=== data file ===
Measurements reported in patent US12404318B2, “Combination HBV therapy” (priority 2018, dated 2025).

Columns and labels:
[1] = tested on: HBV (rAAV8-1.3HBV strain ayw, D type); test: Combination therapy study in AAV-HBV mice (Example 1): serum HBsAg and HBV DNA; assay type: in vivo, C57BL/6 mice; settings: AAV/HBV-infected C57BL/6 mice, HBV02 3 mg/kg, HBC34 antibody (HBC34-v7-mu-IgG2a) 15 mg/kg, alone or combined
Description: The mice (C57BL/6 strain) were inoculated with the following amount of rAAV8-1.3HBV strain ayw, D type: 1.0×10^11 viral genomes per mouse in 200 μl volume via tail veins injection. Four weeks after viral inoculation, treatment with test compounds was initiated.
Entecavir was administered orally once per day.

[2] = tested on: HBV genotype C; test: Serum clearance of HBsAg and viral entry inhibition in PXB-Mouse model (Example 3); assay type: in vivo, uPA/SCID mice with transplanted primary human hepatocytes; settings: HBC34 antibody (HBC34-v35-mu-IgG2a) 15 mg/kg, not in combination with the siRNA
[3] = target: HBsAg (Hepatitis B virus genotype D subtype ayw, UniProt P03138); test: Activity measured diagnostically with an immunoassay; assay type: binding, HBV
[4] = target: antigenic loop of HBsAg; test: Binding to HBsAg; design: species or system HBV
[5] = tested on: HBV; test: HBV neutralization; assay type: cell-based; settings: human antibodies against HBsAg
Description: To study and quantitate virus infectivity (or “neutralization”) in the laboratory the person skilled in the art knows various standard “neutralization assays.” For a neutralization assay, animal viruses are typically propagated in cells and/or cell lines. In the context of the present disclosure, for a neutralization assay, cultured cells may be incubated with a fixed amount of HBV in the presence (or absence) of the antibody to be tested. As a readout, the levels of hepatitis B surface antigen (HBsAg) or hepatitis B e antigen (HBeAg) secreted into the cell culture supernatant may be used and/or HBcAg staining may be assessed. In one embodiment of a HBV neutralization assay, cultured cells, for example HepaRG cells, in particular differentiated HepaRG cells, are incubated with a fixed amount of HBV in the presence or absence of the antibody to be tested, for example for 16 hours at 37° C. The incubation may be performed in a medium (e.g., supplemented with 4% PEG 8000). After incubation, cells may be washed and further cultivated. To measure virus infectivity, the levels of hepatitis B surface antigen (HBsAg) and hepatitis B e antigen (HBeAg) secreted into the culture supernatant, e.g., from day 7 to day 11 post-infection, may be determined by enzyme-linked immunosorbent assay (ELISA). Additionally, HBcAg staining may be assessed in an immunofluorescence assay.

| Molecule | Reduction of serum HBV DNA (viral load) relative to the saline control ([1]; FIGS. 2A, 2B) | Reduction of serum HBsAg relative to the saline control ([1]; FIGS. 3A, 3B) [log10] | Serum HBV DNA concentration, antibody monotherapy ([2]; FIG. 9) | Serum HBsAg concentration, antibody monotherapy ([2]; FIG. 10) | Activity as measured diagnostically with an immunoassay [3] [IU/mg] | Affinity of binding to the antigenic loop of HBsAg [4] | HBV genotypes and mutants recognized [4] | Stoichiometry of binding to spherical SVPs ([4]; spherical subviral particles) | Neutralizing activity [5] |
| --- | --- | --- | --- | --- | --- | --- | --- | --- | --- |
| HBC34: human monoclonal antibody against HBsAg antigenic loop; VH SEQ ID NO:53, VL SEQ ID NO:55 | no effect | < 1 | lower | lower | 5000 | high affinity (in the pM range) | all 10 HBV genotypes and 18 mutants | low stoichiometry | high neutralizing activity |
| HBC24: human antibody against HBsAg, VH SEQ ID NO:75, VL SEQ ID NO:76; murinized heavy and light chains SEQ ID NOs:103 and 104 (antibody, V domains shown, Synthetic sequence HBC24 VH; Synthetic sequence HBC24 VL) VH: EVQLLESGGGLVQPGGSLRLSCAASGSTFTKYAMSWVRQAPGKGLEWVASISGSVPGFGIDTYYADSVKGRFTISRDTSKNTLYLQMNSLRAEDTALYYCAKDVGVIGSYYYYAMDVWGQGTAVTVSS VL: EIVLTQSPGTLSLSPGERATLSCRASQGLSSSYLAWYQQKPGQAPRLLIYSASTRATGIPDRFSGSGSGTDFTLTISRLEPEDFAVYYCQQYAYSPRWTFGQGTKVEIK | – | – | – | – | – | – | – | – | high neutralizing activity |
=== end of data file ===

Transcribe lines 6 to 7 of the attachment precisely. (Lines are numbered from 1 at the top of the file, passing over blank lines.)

[2] = tested on: HBV genotype C; test: Serum clearance of HBsAg and viral entry inhibition in PXB-Mouse model (Example 3); assay type: in vivo, uPA/SCID mice with transplanted primary human hepatocytes; settings: HBC34 antibody (HBC34-v35-mu-IgG2a) 15 mg/kg, not in combination with the siRNA
[3] = target: HBsAg (Hepatitis B virus genotype D subtype ayw, UniProt P03138); test: Activity measured diagnostically with an immunoassay; assay type: binding, HBV